Alcohol-free and low alcohol drinks

Alcohol-free and low alcohol alternatives can help some people to cut down their drinking – but how much can ‘NoLo’ drinks do to reduce alcohol harm?

The NoLo drinks market is growing fast, both in volume and in variety of products on the market. Supermarkets now have dedicated shelves and pubs and bars offer a greater selection. In this blog we will lay out the evidence around NoLo drinks and their potential for reducing alcohol harm, and how this relates to current and potential Government policy.

Defining NoLo drinks

We use 'NoLo' to describe the whole range of alcohol-free and low alcohol (under 1.2%) drinks. We use this shorthand because the official ways of describing these drinks are complex. The Department of Health and Social Care (DHSC) recommend producers use these descriptors:

Low-alcohol – No more than 1.2% ABV.

De-alcoholised – No more than 0.5% ABV, drinks where alcohol has been extracted

Alcohol-free – No more than 0.05% ABV, drinks where alcohol has been extracted

Non-alcoholic – not to be used for products with a name commonly associated with an alcoholic drink, like ‘beer’ or ‘gin’. (Except for communion or sacramental wine).

What do we know about NoLo drinks?

Evidence about the consumption, marketing and impact of NoLo products is limited so, in 2020, Alcohol Change UK commissioned the Social Market Foundation to conduct research into NoLo drinks and the part they could play in tackling alcohol harm. The report found that:

  • The growth of the NoLo market is building from a low starting point. In 2018-19, NoLo sales were just 0.2% of the alcohol sales market. This is because, although a fifth of adults have drunk NoLo products in the last year, they tend to drink them infrequently or occasionally.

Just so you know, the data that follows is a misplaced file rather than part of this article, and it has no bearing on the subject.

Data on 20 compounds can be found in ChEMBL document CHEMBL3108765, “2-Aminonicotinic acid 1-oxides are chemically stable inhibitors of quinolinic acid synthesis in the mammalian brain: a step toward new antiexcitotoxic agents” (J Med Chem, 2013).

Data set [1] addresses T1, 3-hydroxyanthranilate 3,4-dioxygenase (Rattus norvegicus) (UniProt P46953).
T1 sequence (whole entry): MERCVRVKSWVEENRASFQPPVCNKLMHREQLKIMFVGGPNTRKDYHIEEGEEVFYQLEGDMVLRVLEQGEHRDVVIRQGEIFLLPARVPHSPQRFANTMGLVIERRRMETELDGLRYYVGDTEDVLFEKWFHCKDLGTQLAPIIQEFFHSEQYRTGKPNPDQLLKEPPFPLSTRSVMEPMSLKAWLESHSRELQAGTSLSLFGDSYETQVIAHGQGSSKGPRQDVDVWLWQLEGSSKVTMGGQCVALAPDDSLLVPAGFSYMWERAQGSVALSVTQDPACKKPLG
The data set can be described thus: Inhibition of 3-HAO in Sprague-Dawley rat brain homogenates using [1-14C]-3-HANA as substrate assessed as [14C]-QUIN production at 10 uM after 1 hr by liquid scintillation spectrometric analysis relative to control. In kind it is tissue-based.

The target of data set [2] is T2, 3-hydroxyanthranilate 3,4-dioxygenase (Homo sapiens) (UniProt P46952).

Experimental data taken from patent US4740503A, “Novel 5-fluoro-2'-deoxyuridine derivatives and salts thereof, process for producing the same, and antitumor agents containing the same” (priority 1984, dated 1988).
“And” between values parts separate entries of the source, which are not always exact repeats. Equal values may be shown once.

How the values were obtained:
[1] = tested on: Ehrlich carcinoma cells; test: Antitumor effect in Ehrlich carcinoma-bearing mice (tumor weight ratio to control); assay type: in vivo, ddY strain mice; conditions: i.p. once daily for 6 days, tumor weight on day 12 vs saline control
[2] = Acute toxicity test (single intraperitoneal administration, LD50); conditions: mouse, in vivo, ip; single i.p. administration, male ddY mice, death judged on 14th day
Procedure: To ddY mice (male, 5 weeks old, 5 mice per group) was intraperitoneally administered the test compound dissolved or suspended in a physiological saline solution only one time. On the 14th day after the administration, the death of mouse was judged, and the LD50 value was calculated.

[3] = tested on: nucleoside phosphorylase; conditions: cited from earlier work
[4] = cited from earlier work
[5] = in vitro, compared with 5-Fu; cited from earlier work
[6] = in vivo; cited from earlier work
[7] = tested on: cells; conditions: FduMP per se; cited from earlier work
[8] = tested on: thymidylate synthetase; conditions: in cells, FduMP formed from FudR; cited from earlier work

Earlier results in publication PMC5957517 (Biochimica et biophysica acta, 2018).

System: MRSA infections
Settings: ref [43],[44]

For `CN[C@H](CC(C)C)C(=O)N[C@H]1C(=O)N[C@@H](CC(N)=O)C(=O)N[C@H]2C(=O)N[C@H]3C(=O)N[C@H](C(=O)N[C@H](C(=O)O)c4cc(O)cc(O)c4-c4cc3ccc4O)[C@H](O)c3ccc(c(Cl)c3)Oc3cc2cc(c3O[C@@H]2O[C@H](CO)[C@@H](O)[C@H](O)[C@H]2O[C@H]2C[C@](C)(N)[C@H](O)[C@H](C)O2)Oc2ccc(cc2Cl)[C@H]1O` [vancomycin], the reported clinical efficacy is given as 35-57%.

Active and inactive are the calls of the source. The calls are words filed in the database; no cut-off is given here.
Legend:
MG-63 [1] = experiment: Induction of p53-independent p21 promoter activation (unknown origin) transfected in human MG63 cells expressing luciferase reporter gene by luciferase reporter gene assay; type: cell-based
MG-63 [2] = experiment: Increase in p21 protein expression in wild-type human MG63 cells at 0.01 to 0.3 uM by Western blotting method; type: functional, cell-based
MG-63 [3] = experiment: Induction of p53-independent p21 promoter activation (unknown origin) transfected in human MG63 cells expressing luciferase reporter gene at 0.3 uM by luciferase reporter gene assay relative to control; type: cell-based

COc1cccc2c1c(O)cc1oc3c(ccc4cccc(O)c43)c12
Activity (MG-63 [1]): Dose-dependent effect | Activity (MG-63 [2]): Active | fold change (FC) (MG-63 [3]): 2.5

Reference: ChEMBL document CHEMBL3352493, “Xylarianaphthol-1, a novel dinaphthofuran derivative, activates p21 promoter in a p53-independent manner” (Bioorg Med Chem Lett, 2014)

• Nearly half (42%) of adults have tried NoLo drinks. One-fifth (21%) of the representative sample surveyed had drunk an alcohol-free drink in the last year, rising to 27% when we include low alcohol drinks, and a further fifth (21%) had consumed a NoLo drink more than a year ago.
  • Certain groups are more likely to have tried NoLo drinks.
    • Men are more likely than women to have drunk NoLo drinks
    • Younger people are more likely to have drunk them than older people.
    • Wealthier people are more likely to have consumed NoLo drinks.
    • People with children under the age of 18 at home are more likely to have drunk NoLo drinks than others.
    • People who drink alcohol are more likely than non-drinkers to have consumed them.
  • The most common reasons for drinking NoLo were:
    • At a time when it was inappropriate to drink alcohol, e.g. when driving (39%)
    • For the taste (38%)
    • To cut down on alcohol intake (33%)

Nearly half (44%) of recent NoLo drinkers surveyed said NoLo products had not impacted on their alcohol consumption, but nearly the same number (41%) said drinking NoLo had led to them stopping drinking or reducing their intake. We can therefore conclude that NoLo drinks are very helpful for some people, supporting them to reduce their drinking (and therefore alcohol harm) significantly. This is not, however, the case for the majority of NoLo consumers.

This valuable research also highlighted a number of evidence gaps which should be addressed before the NoLo market grows much bigger. We need more research: to identify the nature of the impacts of NoLo drinks on different groups of people (such as heavy drinkers, young people, people in recovery); to understand how different regulatory approaches would affect health outcomes; and to examine how any planned government efforts to encourage consumption might reduce alcohol harm. Furthermore, research in Canada uncovered NoLo drinks that contained more alcohol than stated on the label – no such research has been done in the UK.